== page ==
Bhai Parmanand biography

Bhai Parmanand



     Bhai Parmanand came from a family whose ancestor; Bhai Mati Das was sawed alive and martyred by the orders of Emperor Aurangzeb, along with his guru, Teg Bahadur, in 1675 in ChandniBhai Parmanand Chowk, where the gurdwara Sis Ganj stands today.

     Parmanand was born in 1874 at Karyala, a village near Chakwal; district Jhelum (now in Pakistan). His father, Bhai Tara Chand, was serving in the British Indian army. Parmanand had his early education in a local school at Chakwal. While still a student, he was very impressed by the tenets of Arya Samaj. He even helped in the establishment of a branch of Arya Samaj at Chakwal while still in his teens. After passing the middle examination, he joined D.A.V. school at Lahore, from where he passed the entrance examination. Soon after, the Arya Samaj was split into D.A.V wing and Gurukul Wing. For two years, Parmanand worked for the cause of the D.A.V movement at the bidding of Lala Hansraj, the principal. After passing F.A. (the First Arts examination), he went to Jodhpur and founded the Rajput School. After a year, he came back to Lahore and passed the B.A. examination. That was the year when Parmanand was married to Bhagi Sudhi. The following two years were spent as headmaster of the Anglo-Sanskrit School at Abbotabad. Thereafter, he left Abbotabad and Went to Calcutta to study for an M.A. degree but came back to Lahore after one year and passed the M.A. examination from the Punjab University in 1902. The same year, he joined the Dayanand College as a professor. Along with teaching in the college, he used to lecture about Arya Samaj in different towns of Punjab during vacations, and had become a forceful speaker. After three years of teaching at the Dayanand College, a letter addressed to the Arya Samaj, Lahore, came from the Indian settlers in South Africa requesting the services of a preacher. The principal of the college suggested the name of Bhai Parmanand, who agreed. Parmanand left for South Africa in 1905. On the Way, he gave lectures on Arya Samaj and Vedic religion at Bombay, Mambassa and Nairobi in East Africa.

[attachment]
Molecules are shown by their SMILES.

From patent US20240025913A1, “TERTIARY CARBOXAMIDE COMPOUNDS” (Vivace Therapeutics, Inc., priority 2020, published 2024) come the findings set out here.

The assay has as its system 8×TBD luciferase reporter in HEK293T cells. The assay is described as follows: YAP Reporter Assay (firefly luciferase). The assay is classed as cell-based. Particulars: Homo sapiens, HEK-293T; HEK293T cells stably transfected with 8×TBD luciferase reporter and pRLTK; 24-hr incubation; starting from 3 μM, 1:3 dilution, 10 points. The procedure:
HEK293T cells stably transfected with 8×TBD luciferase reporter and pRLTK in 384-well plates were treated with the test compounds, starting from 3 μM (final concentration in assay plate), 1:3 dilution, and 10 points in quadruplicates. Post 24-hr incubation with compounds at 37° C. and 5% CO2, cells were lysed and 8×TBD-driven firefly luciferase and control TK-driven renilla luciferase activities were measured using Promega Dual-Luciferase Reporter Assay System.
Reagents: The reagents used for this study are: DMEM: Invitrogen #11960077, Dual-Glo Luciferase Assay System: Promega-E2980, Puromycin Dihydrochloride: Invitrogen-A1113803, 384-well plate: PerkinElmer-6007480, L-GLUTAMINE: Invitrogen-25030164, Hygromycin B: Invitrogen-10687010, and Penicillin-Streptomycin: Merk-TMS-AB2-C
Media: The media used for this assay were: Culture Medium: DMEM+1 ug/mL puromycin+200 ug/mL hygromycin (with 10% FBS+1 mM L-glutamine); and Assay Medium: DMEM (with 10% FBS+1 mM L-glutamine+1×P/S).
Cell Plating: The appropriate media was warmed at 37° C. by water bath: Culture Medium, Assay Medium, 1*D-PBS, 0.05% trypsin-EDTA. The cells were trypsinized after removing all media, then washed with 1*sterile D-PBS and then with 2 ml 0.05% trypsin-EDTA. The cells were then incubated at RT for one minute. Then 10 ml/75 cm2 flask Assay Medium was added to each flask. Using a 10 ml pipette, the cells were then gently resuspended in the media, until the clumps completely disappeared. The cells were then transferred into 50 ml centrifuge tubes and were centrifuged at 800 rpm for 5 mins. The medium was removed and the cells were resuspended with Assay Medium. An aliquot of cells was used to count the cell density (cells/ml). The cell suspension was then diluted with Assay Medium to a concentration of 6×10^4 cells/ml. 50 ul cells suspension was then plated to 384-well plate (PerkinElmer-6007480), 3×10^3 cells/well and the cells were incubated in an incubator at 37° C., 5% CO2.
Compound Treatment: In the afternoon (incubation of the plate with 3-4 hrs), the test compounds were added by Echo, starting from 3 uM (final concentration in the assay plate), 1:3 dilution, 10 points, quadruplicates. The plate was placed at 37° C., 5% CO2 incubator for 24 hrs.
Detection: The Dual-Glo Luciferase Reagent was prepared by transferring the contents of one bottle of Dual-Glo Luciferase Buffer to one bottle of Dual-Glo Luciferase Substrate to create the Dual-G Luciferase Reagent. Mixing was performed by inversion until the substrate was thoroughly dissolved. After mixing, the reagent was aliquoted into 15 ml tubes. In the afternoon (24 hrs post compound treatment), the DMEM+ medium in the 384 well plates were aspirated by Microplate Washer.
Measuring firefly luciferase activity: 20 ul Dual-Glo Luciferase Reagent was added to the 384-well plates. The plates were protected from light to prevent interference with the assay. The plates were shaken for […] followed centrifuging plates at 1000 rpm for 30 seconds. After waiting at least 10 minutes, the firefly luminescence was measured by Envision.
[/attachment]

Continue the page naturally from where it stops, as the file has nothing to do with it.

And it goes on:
Reaching South Africa, he toured Natal, Transvaal and Cape Colony, giving lectures. He was warmly received wherever he went and his lectures were even attended by a large number of Whites. The Indian residents collected about Rs. 8000 and sent it as donation to Dayanand College, Lahore. At Durban, Parmanand met Mahatma Gandhi. About Gandhi, Parmanand writes in his The Story of my life ‘He (Gandhi) took the chair in one of these lectures. Subsequently, I stayed nearly a month at his house at Johannesburg (in Transvaal). His simple life and asceticism left a deep impression on me even then. He also wrote letters to England (where Parmanand planned to visit) on my behalf to his friend Shyamji Krishna Varma and two English friends’.1 From South Africa he reached England after a three-Week journey, where he stayed at the India House, established by Shyamji Krishna Verma, in London. He also visited Oxford and Cambridge. He came back to London and devoted much time in researching the history of India at the British Museum. He submitted a thesis for the M.A. degree at London University titled, The Rise British Power in India, which was, however, rejected by the two Anglo-Indian experts. All his expenses in England were borne by the Dayanand College, Lahore. While he was still in England, Lajpat Rai and Ajit Singh were deported to Burma for organizing the agrarian movement in Punjab. Parmanand was close to Lajpat Rai and was very pained to hear the news of Lajpat Rai’s deportation. Meetings were held in London against the high-handedness of the government in which Parmanand also took part and spoke. Lala Har Dayal (who later organized the Gadar Party in USA) was then studying at Oxford and was a friend of Parmanand from his Lahore days. They came close to each other and exchanged views on various problems that India was facing. This made Parmanand a suspect in the eyes of the Indian government officials later on.